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dc.contributor.authorWyshak, Graceen_US
dc.date.accessioned2014-07-07T17:02:04Z
dc.date.issued2014en_US
dc.identifier.citationWyshak, Grace. 2014. “Height, Socioeconomic and Subjective Well-Being Factors among U.S. Women, Ages 49–79.” PLoS ONE 9 (6): e96061. doi:10.1371/journal.pone.0096061. http://dx.doi.org/10.1371/journal.pone.0096061.en
dc.identifier.issn1932-6203en
dc.identifier.urihttp://nrs.harvard.edu/urn-3:HUL.InstRepos:12406592
dc.description.abstractBackground: A vast literature has associated height with numerous factors, including biological, psychological, socioeconomic, anthropologic, genetic, environmental, and ecologic, among others. The aim of this study is to examine, among U.S. women, height factors focusing on health, income, education, occupation, social activities, religiosity and subjective well-being. Methods/Findings: Data are from the Women's Health Initiative (WHI) Observational Study. Participants are 93,676 relatively healthy women ages 49–79; 83% of whom are White, 17% Non-White. Statistical analyses included descriptive statistics, chi-square and multivariable covariance analyses. The mean height of the total sample is 63.67 inches. White women are significantly taller than Non-White women, mean heights 63.68 vs. 63.63 inches (p = 0.0333). Among both Non-White and White women height is associated with social behavior, i.e. attendance at clubs/lodges/groups. Women who reported attendance ‘once a week or more often’ were taller than those who reported ‘none’ and ‘once to 3 times a month’. Means in inches are respectively for: White women–63.73 vs. 63.67 and 63.73 vs. 63.67, p = 0.0027. p = 0.0298; Non-White women: 63.77 vs. 63.61 and 63.77 vs. 63.60, p = 0.0050, P = 0.0094. In both White and Non-White women, income, education and subjective well-being were not associated with height. However, other factors differed by race/ethnicity. Taller White women hold or have held managerial/professional jobs–yes vs. no–63.70 vs. 63.66 inches; P = 0.036; and given ‘a little’ strength and comfort from religion’ compared to ‘none’ and ‘a great deal’, 63.73 vs. 63.66 P = 0.0418 and 63.73 vs. 63.67, P = 0.0130. Taller Non-White women had better health—excellent or very good vs. good, fair or poor–63.70 vs. 63.59, P = 0.0116. Conclusions: Further research in diverse populations is suggested by the new findings: being taller is associated with social activities –frequent attendance clubs/lodges/groups”, and with ‘a little’ vs. ‘none’ or ‘great deal’ of strength and comfort from religion.en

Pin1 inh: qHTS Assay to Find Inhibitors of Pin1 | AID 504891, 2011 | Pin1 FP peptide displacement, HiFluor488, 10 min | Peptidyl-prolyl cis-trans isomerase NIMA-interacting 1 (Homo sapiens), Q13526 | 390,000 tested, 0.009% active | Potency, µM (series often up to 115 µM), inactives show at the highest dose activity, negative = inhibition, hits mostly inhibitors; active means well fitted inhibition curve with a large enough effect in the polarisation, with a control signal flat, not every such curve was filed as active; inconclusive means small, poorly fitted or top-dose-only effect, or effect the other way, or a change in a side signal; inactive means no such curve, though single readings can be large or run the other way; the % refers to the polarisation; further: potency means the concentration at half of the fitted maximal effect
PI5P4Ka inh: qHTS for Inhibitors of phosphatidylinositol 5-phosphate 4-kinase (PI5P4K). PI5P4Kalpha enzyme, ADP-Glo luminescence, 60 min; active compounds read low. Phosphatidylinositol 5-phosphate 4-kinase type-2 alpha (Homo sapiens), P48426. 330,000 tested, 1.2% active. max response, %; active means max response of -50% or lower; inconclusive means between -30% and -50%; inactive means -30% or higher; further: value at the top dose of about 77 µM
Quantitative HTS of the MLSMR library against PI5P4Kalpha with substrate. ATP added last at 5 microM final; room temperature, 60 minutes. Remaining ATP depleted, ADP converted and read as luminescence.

dc.language.isoen_USen
dc.publisherPublic Library of Scienceen
dc.relation.isversionofdoi:10.1371/journal.pone.0096061en
dc.relation.hasversionhttp://www.ncbi.nlm.nih.gov/pmc/articles/PMC4045586/pdf/en
dash.licenseLAAen_US
dc.subjectBiology and Life Sciencesen
dc.subjectPsychologyen
dc.subjectBehavioren
dc.subjectMedicine and Health Sciencesen
dc.subjectEpidemiologyen
dc.subjectSocial Epidemiologyen
dc.subjectHealth Careen
dc.subjectHealth Economicsen
dc.subjectMental Health and Psychiatryen
dc.subjectWomen's Healthen
dc.subjectPeople and Placesen
dc.subjectPopulation Groupingsen
dc.subjectReligious Faithsen
dc.subjectSocial Sciencesen
dc.subjectEconomicsen
dc.titleHeight, Socioeconomic and Subjective Well-Being Factors among U.S. Women, Ages 49–79en
dc.typeJournal Articleen_US
dc.description.versionVersion of Recorden
dc.relation.journalPLoS ONEen
dash.depositing.authorWyshak, Graceen_US
dc.date.available2014-07-07T17:02:04Z
dash.hope.year2014en_US
dc.identifier.doi10.1371/journal.pone.0096061*
dash.contributor.affiliatedWyshak, Grace


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